Weathirsbie 1659 RMS xi no. 80 [part of the lands and barony of Carden, parish of Auchterderran (Auchterderar)]
Wethirsbie 1661 RMS xi no. 146
Weatherby 1753 Roy sheet 17, 5
Weathersbie 1757 RHP1710 [also Weathersbie Tofts]
Weathersbrae 1775 Ainslie/Fife
Wethersby 1815 Sasines no. 10474
Wethers Brae 1856 OS 6 inch 1st edn.
ON veðr + ON bý(r)
‘Wether (castrated ram)- farm’. The name is identical to Weddersbie CLS, with a sing. veðr used to represent a plural. Both names underline the importance of sheep-farming amongst the small group of early Norse-speakers in Fife.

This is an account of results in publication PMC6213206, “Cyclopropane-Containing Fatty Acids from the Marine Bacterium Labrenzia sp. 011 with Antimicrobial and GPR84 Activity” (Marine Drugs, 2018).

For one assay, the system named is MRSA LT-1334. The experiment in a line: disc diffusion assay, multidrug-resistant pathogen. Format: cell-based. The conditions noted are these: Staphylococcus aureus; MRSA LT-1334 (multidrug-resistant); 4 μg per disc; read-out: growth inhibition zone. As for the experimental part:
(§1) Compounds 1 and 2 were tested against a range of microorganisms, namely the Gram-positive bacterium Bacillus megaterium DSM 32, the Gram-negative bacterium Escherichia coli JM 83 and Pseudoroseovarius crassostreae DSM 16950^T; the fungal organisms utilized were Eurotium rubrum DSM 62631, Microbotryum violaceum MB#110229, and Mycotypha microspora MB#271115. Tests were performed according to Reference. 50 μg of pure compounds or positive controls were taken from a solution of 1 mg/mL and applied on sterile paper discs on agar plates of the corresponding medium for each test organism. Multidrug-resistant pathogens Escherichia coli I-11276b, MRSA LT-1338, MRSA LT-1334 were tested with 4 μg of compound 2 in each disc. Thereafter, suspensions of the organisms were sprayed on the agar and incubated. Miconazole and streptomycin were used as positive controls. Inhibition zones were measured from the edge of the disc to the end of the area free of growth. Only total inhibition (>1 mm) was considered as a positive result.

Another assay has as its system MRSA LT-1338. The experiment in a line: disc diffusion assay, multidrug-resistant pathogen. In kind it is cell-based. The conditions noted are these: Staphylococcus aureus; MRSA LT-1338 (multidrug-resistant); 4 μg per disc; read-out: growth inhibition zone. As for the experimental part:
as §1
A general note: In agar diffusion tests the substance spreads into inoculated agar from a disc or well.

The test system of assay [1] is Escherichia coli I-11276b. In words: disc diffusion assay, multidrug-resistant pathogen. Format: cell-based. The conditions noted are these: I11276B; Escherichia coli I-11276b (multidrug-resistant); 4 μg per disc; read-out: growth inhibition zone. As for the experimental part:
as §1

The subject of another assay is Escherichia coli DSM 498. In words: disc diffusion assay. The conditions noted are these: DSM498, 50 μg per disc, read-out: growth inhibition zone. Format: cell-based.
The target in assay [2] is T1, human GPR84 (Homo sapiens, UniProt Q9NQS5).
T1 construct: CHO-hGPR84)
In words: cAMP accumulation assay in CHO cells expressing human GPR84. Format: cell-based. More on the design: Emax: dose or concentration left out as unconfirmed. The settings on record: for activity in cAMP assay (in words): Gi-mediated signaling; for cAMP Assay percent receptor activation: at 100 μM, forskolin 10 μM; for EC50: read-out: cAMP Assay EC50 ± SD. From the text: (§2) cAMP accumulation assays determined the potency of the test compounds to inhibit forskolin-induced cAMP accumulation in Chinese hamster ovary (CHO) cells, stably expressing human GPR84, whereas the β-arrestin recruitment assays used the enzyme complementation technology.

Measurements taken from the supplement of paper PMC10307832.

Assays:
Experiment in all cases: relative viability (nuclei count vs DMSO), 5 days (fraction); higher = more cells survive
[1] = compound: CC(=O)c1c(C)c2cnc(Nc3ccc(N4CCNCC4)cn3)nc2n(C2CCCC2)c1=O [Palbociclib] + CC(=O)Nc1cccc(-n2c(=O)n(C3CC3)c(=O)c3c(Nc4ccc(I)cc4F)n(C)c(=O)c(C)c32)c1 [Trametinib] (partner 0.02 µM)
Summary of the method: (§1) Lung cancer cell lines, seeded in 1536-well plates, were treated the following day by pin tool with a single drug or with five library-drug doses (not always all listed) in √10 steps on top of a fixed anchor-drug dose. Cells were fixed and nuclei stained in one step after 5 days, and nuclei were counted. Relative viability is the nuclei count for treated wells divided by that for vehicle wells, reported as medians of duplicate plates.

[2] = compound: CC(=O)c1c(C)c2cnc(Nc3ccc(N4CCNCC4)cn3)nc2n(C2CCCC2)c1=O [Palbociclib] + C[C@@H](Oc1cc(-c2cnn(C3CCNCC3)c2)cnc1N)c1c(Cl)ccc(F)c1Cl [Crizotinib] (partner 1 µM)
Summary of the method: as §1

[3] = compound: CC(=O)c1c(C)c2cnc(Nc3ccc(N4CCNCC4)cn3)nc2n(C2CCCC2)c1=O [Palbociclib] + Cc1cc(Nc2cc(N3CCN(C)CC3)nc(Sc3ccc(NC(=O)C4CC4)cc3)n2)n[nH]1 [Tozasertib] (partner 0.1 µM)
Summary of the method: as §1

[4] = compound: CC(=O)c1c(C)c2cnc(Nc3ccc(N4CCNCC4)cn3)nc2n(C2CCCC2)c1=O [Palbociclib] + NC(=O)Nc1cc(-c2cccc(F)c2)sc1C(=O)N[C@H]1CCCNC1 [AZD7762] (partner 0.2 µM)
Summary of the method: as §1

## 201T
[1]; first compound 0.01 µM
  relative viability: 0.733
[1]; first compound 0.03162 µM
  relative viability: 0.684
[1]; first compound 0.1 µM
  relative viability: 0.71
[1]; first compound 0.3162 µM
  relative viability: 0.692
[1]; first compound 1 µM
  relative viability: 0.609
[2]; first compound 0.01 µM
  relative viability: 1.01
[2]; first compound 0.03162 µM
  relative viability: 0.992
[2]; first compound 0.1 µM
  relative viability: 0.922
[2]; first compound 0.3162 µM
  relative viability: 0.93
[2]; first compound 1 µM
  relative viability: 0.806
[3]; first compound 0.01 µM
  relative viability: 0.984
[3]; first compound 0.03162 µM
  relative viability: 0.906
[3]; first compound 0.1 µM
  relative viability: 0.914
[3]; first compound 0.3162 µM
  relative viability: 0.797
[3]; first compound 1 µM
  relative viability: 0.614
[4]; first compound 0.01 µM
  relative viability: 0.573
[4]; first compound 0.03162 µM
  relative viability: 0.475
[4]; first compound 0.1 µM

On the fine plan of Raith estate RHP1710 (1757) the land of Weathersbie and Weathersbie Tofts is described as ‘thin soil, carpet grass ... sheep pasture’. It occurs also on OS 6 inch 1st edition, but mistakenly as Wethers Brae, the small building to which this name is attached described as ‘in ruins’. The assimilation of the final element to Sc brae is already evident on Ainslie/Fife (1775).
It is noteworthy that Wethers Brae lies directly between two G place-names which contain mult, ‘wether’: five km to the south-west lies Balmuto KGH ‘wether farm’, and eight km to the north-east, on the south bank of the River Leven, lies Auchmuty MAI, ‘wether ford’. This shows a high degree of integration into the local economy.
Wethers Brae is one of a handful of ON place-names containing bý ‘farm’ scattered through central Scotland, with at least four others in Fife. For more on these, see Introduction, this volume. See also Taylor in Williams and Bibire 2004.
This place-name appeared in printed volume 1